This is an open access article under the terms of the Creative Commons Attribution License, which permits use, distribution and reproduction in any medium, provided the original work is properly cited.

Random‐noise‐induced biases are inherent issues to the accurate derivation of second‐order statistical parameters (e.g., variances, fluxes, energy densities, and power spectra) from lidar and radar measurements. We demonstrate here for the first time an altitude‐interleaved method for eliminating such biases, following the original proposals by Gardner and Chu (2020,

Second‐order statistics like atmospheric wave‐induced variances or fluxes of physical parameters calculated from lidar or radar data would have positive biases if detection‐noise‐induced variances or fluxes were not properly eliminated. If such biases remained, not only would atmospheric variances be overestimated, implying unrealistic wave activity and growth rates, but certain phenomena could be concealed, presenting misleading pictures of the atmospheric observations. While various methods have been developed to account for this, all have limitations to their use. This study summarizes the development, theory, and application procedures for three different methods, namely conventional variance subtraction, the spectral proportion method, and the interleaved method, which can be used to correct such biases. The newest of these methods is adapted from operating on the data time‐wise into an altitude‐wise approach, improving its applicability. The performances of the three methods are compared by calculating the variance‐based gravity wave potential energy density derived from lidar data taken at McMurdo, Antarctica. Their accuracies are assessed by using a forward model. This study aims to guide future research by providing information on how and when to apply each of these methods in order to enhance the outcomes of existing and future lidar/radar systems and datasets.

We demonstrate for the first time an altitude‐interleaved method for eliminating random‐noise‐induced biases from second‐order statistics

The interleaved method is compared to the spectral proportion and variance subtraction methods to reveal strengths and limitations of each

Lidar data from Antarctica & a forward model are used to assess accuracies and precisions of the three methods under different conditions

Lidar and radar systems provide unrivaled monitoring of the middle and upper atmosphere, allowing for high‐temporal/spatial resolution measurements of atmospheric parameters and constituents, which in turn enable the quantification of complex processes like atmospheric fluxes, constituent transport, turbulence, and gravity waves (e.g., Gardner & Liu, 2010; Hocking, 1996; Lu et al., 2015). These systems can observe a wide range of altitudes by taking advantage of various signal‐return mechanisms (e.g., Baumgarten, 2010; Chu et al., 2020; Chu, Yu, et al., 2011; Kaifler & Kaifler, 2021), which allows detailed studies into vertical coupling, analyzing how atmospheric processes develop as they travel over a wide range of altitudes. Such sophisticated systems have led to decades of impressive remote sensing campaigns (e.g., Li et al., 2020; She et al., 2019; Stober et al., 2021), yet to make full use of the data, advances must be made in data handling. Advances in science inevitably require the use of second‐order statistics such as variances and fluxes, which are inherently biased by random‐noise in the data generated during the detection processes (e.g., Chu et al., 2018; Gardner & Liu, 2014; Whiteway & Carswell, 1995). These biases grow increasingly problematic when analyzing the higher or wider reaches of lidar and radar data. To deal with these biases, various correction methods have been developed over the years (e.g., Chu et al., 2018; Gardner & Chu, 2020; Whiteway & Carswell, 1995), each with its own advantages and disadvantages. These methods have not yet been compared side‐by‐side to assess their effectiveness under various conditions, which are therefore the subject of this work.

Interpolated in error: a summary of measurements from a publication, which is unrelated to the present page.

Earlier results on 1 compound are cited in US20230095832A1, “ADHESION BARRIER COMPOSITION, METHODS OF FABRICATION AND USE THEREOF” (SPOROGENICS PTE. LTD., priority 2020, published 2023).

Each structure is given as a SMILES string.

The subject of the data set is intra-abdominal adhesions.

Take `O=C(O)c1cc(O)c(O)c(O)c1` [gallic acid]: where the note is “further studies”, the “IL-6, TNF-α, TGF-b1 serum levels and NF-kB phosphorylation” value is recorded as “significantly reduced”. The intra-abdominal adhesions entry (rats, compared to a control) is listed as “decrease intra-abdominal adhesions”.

This study focuses on lidar‐measured variance and covariance, but the same principles apply when calculating other second‐order statistics using radar and lidar data. Variance is a statistic dependent on the perturbation of a value from its mean, so it is important to understand the anatomy of the perturbation, which can be represented as

If calculating the variance of wave‐induced perturbation

On the righthand side of Equation 2, the second term is the noise‐variance

The most direct way to isolate *variance subtraction* method (e.g., Duck et al., 2001; Whiteway & Carswell, 1995). Estimating this term becomes problematic in low‐SNR conditions, as large uncertainties in the estimation often result in the estimated variance‐bias being greater than the geophysical variance itself, yielding a physically‐impossible “negative variance” when the noise term is subtracted.

To overcome this issue, Chu et al. (2018) developed a solution called the *spectral proportion* method, where Monte Carlo simulations based on parameter uncertainties are used to estimate the wave‐occupied proportion

Gardner and Chu (2020) developed a new approach named the *interleaved* method. In this method, the return photon counts are split into two separate but interleaved samples so that two statistically independent samples probe the same air parcel over the same time period. Consequently, the variance in Equation 2 is substituted with a covariance between these two samples (see Section 2.3 for details) which no longer contains the noise‐induced bias once a statistically‐sufficient sample size is used. This method improves the accuracy of the variance estimate by eliminating the noise‐induced bias yet decreases the precision both through increased uncertainty caused by photon count splitting and by any remaining terms containing the noise‐induced perturbations which have not approached zero under a limited sample size.

Since each approach has strengths and weaknesses, this paper compares these three methods in terms of their accuracy and precision using Antarctic lidar data as well as a forward model. The lidar data used here are the Rayleigh scattering signals collected with an Fe Boltzmann lidar from 2011 to 2020 at the Arrival Heights Observatory near McMurdo Station (Chu, Huang, et al., 2011; Chu et al., 2020; Chu, Yu, et al., 2011). Although these techniques are demonstrated on lidar measurements, they can be applied to radar data as both are similarly affected by noise‐induced biases in higher‐order parameters. Additionally, this paper demonstrates an alternative way to apply the interleaved method by interleaving in altitude as opposed to time‐interleaving as initially demonstrated in Gardner and Chu (2020).